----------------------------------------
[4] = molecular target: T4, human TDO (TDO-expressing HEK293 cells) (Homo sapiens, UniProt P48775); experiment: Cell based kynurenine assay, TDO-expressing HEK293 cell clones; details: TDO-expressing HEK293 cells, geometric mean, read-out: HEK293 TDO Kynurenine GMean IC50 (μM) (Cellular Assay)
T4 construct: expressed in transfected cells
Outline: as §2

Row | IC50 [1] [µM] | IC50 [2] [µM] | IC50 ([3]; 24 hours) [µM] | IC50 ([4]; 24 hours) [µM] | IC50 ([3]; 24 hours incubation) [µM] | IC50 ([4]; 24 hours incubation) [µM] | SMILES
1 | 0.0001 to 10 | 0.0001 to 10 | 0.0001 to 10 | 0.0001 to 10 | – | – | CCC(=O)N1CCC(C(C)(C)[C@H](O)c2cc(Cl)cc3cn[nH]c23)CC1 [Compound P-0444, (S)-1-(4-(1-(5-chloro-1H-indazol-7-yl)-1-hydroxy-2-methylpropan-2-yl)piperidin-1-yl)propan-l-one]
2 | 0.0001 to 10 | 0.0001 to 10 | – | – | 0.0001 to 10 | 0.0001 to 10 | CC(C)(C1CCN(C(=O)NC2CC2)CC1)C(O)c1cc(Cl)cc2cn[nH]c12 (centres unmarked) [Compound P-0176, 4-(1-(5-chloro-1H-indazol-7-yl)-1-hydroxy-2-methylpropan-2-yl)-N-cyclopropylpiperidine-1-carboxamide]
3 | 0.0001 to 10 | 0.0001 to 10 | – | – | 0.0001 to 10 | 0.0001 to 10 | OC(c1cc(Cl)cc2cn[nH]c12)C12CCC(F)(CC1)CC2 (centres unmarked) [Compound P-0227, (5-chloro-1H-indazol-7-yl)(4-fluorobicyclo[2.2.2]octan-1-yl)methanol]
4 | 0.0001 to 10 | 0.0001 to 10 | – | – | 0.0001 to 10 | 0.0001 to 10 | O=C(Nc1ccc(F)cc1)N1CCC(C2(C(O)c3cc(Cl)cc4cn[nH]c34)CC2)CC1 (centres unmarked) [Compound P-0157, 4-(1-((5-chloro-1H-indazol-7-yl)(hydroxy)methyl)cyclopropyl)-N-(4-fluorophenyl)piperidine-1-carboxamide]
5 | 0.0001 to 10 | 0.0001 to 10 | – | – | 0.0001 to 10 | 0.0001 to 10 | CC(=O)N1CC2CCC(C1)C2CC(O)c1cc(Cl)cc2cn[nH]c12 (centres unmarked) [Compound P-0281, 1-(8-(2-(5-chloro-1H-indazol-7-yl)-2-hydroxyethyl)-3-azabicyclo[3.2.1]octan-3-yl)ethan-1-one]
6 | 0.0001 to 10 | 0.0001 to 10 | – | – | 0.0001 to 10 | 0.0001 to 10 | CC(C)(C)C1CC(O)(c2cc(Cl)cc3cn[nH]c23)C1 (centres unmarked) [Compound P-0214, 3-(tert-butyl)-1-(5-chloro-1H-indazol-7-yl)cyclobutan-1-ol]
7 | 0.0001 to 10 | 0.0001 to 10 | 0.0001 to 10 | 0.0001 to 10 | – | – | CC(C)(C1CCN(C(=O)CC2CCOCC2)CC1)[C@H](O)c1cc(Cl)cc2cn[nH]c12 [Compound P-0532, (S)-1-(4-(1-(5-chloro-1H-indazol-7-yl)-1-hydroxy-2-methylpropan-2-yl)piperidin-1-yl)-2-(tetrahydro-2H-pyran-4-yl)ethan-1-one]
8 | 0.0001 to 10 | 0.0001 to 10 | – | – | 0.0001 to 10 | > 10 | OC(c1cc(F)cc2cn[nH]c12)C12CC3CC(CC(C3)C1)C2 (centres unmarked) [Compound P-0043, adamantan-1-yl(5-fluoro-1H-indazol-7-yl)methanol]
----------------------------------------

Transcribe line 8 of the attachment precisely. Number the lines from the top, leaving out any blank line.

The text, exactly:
4 | 0.0001 to 10 | 0.0001 to 10 | – | – | 0.0001 to 10 | 0.0001 to 10 | O=C(Nc1ccc(F)cc1)N1CCC(C2(C(O)c3cc(Cl)cc4cn[nH]c34)CC2)CC1 (centres unmarked) [Compound P-0157, 4-(1-((5-chloro-1H-indazol-7-yl)(hydroxy)methyl)cyclopropyl)-N-(4-fluorophenyl)piperidine-1-carboxamide]